The fashion which has prevailed for many years of dressing beds all in white has no doubt caused the destruction of many beautiful quilts. The white quilts that have been preserved are now considered too valuable to be subjected to hard wear. The most exquisite ones were made in the last of the eighteenth and the beginning of the nineteenth centuries.
      It was the rage for white bed coverings that shortened the lives of many old pieced and patched quilts of good coloring. The “Country Contributor” tells of her experiences in dressing up the white beds:
      “I remember with regret the quilts I wore out, using them white side up in lieu of white Marseilles spreads. The latter we were far too poor to own; the ‘tufted’ ones had worn out; and I loathed the cheap ‘honeycombed’ cotton things we were forced to use unless we were going to be frankly ‘poor’ and cover our beds with plain patchwork, made up hurriedly and quilted in simple ‘fans’ in plebeian squares, as poor folk who haven’t time for elegant stitches did theirs. So I used the old quilts, making their fine stitches in intricate patterns serve for the design in a ‘white spread,’ turning the white muslin lining up. A beautiful white spread it made, too, I realize now, more fully than I did then, though I now would know much better than to turn the wonderful appliqué stars and flowers and wheels from view. Strange, is it not, that we relinquish so much of life’s best joy and pleasure before we know what actually is good?” This fashion prevails to-day, in some instances insisted upon for sanitary reasons, but it has lost to us many of the finest examples of quilting that existed because where there were no colored patterns to relieve the white expanse, the quilting had to be perfect. If you have a white quilt treasure it, for competent quilters are no longer numerous and few there are who can reproduce it.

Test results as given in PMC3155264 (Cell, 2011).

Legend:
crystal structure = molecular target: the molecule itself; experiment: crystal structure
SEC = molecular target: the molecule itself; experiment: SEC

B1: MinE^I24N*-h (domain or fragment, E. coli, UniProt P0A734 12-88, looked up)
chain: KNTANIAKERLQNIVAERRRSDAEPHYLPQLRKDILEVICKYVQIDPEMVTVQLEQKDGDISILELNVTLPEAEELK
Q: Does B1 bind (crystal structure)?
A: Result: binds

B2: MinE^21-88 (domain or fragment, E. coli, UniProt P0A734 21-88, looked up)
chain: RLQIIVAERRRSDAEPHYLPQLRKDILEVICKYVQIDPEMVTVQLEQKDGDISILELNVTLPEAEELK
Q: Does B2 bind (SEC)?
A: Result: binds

Quilts hung out to dry on a sunny afternoon.